Mashaal accused Netanyahu of ordering the IDF to target Hamas-affiliated institutions and media outlets “to cover up for his crimes,” and said that while Netanyahu had succeeded in killing Jabari, “he has failed to restore his army’s deterrence capability.”

An official in the Prime Minister’s Office denied Mashaal’s claim that Netanyahu had asked for a cease-fire.

“We have been hitting Hamas very hard,” the official said.

He explained that Israel had attacked Hamas’s weapons arsenal, leadership, buildings and communication apparatus from the air.

“Hamas is under a lot of pressure and as a result, they are saying many things that are in no way connected to reality,” he said.

In Monday’s speech, Mashaal warned Israel against launching a ground offensive on the Gaza Strip, adding that such a move would be “idiotic.” The ground war would not be a picnic, he cautioned.

“Rather, it will bury Netanyahu politically. We are not afraid of a ground war. If the enemy launches a ground attack, we will face it with courage,” the Hamas leader said.

Mashaal said that discussions to achieve a cease-fire were continuing, “but Hamas won’t succumb to Israel’s conditions.”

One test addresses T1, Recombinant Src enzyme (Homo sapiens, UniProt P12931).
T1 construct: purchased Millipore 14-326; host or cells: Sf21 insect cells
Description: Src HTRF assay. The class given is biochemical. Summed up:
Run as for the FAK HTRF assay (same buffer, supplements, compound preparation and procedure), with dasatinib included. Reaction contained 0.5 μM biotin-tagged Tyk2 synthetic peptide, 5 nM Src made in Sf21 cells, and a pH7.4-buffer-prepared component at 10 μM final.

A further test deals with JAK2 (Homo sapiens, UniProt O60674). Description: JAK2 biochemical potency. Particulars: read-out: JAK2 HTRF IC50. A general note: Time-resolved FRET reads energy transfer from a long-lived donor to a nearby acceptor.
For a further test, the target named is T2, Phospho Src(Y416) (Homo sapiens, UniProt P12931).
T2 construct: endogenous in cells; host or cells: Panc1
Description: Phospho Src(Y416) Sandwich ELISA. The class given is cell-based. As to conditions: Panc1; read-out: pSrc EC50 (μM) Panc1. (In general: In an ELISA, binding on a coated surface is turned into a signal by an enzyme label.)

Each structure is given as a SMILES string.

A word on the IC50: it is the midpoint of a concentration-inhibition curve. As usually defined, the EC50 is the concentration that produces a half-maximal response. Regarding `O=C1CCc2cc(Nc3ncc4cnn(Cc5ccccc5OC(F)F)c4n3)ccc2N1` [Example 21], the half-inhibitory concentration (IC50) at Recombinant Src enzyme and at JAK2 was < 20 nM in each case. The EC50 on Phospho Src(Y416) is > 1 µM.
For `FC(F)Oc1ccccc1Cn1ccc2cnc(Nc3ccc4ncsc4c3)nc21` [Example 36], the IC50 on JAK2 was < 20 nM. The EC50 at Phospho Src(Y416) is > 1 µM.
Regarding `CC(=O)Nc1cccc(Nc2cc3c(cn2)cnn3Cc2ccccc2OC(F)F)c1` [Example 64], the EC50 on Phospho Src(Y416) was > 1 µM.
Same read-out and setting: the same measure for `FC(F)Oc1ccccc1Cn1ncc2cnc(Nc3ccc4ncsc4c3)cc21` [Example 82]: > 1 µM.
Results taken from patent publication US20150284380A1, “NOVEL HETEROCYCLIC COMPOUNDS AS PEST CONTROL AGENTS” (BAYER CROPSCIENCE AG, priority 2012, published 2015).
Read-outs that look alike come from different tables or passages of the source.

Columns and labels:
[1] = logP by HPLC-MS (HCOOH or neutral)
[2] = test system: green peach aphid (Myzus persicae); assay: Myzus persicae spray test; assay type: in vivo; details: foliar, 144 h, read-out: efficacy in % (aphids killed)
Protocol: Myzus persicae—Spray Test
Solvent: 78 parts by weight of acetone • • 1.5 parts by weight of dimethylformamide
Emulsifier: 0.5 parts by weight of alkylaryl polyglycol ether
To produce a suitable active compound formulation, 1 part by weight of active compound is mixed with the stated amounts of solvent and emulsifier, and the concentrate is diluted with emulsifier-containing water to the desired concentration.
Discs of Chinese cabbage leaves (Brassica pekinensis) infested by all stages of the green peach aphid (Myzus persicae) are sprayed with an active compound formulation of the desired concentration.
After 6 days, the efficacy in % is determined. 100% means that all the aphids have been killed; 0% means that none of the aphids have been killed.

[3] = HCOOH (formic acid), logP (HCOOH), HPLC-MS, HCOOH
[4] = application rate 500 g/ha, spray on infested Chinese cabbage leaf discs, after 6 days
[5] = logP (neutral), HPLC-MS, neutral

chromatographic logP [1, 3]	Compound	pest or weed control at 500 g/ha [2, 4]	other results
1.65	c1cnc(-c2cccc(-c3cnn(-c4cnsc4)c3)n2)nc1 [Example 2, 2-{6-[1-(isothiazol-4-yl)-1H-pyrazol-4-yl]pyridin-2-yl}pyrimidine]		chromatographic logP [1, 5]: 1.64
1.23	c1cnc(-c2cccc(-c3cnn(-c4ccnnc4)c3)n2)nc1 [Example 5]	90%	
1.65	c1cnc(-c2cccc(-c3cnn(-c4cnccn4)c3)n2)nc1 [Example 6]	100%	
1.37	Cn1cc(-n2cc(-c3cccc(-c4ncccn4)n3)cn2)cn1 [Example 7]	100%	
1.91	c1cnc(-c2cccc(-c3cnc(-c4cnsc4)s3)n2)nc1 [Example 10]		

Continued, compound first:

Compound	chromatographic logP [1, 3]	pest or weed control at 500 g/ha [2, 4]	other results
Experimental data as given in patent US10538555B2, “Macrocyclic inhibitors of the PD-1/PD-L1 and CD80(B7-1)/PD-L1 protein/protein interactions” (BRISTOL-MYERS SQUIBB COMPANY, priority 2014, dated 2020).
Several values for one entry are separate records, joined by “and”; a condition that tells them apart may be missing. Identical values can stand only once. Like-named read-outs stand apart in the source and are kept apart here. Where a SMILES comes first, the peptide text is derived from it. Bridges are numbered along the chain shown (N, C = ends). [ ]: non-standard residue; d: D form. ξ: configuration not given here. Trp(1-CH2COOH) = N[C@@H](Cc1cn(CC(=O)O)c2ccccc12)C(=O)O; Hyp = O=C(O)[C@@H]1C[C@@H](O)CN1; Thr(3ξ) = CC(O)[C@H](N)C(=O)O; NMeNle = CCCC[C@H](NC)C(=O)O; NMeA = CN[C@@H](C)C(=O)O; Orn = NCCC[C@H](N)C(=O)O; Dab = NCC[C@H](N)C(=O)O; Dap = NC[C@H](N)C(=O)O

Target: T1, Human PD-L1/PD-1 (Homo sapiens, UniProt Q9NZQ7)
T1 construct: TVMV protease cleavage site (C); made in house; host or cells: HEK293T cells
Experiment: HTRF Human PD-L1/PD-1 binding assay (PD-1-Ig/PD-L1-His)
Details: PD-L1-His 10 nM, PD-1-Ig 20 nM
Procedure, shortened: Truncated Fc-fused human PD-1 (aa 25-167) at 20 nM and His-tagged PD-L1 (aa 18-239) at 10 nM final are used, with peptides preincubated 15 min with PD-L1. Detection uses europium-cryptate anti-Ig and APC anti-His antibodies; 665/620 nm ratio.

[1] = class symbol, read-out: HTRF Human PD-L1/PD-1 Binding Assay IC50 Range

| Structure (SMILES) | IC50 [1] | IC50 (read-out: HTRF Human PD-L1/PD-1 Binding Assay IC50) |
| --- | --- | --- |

Hamas, he pointed out, was not opposed to a truce and is continuing to insist on the need to lift the blockade on the Gaza Strip and halt Israeli military strikes.

“Netanyahu wants to negotiate with us with gunfire in order to impose his conditions on us,” Mashaal said.

He also criticized the US administration, accusing it of double standards in dealing with the current conflict.

“What kind of a logic is this that says that Israel alone has the right to self-defense?” Mashaal asked.

Ezat Risheq, a senior Hamas official, said Monday that his movement would not accept a cease-fire “at any price.” He claimed that Israel was in a state of “panic” because of the response of the Palestinian armed groups to the killing of Jabari.

Risheq said Hamas’s conditions for accepting a cease-fire were the lifting of the blockade and international assurances that Israel would stop its military operations in the future.

Israel, in turn, wants a security zone around the Gaza border and an end to the smuggling of weapons into the Strip.

Peres praises Morsi for cease-fire efforts